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Messier 97 (the Owl Nebula) and Messier 108

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Messier 97, the Owl Nebula, is a large planetary nebula, but is low surface brightness can make it difficult to spot at first. With a large telescope, the owl's two dark "eyes" can be seen, but they are not easy. Less than a degree away is the nearly edge-on spiral galaxy M108. Its elongated shape is obvious through just about any telescope, and large scopes can reveal some detail in its structure. The galaxy is about 32 million light years away, which is about 20,000 times farther than the Owl Nebula.
Evening visibility: January-August
Best viewed with: telescope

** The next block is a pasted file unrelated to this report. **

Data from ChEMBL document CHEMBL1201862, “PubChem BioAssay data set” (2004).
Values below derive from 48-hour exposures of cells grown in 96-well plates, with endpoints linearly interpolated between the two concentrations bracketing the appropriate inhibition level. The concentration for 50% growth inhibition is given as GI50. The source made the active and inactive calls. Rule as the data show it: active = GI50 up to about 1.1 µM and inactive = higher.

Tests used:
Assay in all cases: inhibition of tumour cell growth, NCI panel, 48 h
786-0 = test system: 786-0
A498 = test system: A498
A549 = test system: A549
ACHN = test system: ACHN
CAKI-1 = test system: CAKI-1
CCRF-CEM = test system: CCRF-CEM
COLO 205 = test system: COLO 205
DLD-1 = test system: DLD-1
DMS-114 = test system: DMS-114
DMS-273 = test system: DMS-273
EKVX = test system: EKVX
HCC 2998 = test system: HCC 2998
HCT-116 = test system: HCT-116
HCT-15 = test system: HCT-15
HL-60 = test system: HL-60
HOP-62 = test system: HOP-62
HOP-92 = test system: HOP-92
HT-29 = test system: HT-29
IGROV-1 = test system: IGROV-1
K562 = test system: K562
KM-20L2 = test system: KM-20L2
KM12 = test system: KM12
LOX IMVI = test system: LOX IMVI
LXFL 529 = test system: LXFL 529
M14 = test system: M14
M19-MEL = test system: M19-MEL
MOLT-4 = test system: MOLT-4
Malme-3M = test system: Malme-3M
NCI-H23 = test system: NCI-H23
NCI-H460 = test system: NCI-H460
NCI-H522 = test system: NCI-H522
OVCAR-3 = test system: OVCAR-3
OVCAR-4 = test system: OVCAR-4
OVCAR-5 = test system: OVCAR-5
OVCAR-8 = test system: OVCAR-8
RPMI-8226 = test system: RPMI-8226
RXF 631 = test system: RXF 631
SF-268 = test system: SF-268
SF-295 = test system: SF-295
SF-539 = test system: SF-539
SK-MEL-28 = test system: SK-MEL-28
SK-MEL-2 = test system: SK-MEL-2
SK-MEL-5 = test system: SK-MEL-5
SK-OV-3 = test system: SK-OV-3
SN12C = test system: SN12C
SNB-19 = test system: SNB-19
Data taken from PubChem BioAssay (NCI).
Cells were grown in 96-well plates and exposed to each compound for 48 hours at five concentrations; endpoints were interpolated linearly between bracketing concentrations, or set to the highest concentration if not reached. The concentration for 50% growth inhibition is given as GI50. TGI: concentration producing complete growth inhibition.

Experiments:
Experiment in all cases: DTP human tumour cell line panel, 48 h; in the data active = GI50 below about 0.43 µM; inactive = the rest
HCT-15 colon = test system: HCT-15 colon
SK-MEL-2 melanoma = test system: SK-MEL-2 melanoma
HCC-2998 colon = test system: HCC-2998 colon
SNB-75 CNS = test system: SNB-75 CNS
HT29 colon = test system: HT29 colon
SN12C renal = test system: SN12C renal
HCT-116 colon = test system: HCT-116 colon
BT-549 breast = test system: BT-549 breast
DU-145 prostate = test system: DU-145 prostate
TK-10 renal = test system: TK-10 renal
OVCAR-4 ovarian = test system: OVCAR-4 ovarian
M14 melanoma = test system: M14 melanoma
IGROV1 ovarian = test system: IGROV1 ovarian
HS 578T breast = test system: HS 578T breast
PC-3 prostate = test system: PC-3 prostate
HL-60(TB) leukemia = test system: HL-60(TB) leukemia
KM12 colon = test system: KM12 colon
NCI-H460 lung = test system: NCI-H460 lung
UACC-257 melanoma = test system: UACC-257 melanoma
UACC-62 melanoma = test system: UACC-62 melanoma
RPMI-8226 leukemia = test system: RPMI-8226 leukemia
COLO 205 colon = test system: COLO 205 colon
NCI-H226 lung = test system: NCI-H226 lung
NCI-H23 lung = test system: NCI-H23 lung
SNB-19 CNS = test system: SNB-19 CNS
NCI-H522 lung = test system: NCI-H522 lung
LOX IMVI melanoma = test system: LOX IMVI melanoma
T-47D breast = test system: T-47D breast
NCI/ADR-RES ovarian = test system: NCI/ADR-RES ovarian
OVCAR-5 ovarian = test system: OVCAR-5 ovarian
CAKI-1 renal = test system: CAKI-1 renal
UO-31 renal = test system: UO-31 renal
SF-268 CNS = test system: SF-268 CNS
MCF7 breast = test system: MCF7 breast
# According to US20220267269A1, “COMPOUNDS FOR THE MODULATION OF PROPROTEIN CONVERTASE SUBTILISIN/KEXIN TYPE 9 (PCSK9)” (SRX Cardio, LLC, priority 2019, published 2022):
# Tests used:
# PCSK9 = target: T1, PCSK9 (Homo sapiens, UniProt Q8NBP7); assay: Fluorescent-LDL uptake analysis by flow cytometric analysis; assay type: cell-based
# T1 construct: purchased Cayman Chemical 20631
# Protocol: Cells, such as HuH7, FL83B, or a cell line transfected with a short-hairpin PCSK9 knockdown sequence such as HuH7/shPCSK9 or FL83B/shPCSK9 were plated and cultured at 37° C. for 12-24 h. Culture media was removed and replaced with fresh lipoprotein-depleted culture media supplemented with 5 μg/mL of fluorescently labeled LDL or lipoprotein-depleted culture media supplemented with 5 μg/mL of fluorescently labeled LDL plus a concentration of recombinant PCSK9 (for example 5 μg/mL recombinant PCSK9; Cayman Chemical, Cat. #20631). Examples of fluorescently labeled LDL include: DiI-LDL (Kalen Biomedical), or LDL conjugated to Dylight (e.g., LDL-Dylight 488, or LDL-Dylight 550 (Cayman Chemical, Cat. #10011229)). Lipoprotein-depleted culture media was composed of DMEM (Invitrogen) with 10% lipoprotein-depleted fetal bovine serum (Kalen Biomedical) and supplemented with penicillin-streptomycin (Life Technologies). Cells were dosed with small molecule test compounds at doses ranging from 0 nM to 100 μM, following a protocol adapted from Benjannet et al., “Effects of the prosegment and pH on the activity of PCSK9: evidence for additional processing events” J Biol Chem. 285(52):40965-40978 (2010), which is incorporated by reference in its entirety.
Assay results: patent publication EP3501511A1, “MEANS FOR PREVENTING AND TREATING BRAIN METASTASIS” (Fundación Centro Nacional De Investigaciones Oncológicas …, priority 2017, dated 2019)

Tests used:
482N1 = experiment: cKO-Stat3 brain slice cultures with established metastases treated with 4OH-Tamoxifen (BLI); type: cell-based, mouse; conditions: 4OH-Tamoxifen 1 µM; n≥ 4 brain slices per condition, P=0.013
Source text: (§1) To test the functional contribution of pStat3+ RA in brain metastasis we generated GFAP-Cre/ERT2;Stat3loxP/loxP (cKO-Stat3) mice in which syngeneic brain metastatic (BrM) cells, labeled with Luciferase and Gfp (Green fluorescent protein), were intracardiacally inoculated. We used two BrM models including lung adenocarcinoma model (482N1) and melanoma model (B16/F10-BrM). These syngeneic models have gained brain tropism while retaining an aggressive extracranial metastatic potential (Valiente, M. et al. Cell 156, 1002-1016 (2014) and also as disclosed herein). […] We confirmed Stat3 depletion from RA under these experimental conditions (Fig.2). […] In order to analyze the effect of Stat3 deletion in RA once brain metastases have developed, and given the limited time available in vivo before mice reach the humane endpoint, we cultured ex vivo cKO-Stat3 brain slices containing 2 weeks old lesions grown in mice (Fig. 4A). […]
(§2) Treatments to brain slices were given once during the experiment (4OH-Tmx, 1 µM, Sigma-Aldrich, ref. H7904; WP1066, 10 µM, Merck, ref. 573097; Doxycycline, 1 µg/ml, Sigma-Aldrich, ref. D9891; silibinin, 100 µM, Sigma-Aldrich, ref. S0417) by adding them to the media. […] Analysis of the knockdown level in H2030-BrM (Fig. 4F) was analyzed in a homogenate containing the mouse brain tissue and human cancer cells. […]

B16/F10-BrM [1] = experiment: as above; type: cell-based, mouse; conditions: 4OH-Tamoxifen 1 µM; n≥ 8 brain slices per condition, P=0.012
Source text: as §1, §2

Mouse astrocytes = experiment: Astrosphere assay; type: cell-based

Printable chart (pdf) View larger image
Start by finding the Big Dipper, one of the most recognizable star patterns in the sky. It is part of the constellation Ursa Major, the big bear. It is shown here upside down, high in the sky above Polaris, which is where it can be found during the evenings in spring and summer. For other seasons and times of night, rotate the chart as needed to match what you see in the northern sky.

Note that north is to the bottom in this chart. Starting from Merak at the bottom of the Big Dipper's bowl, move 1.5 degrees to the southeast (just outside the bowl shape). A chain of a few dim stars can help guide the way. Through a telescope you should see the elongated shape of M108. Then move less that a degree to the southeast to arrive at M97. Look carefully so you don't miss its dim circular glow.
Star charts created with Cartes du Ciel
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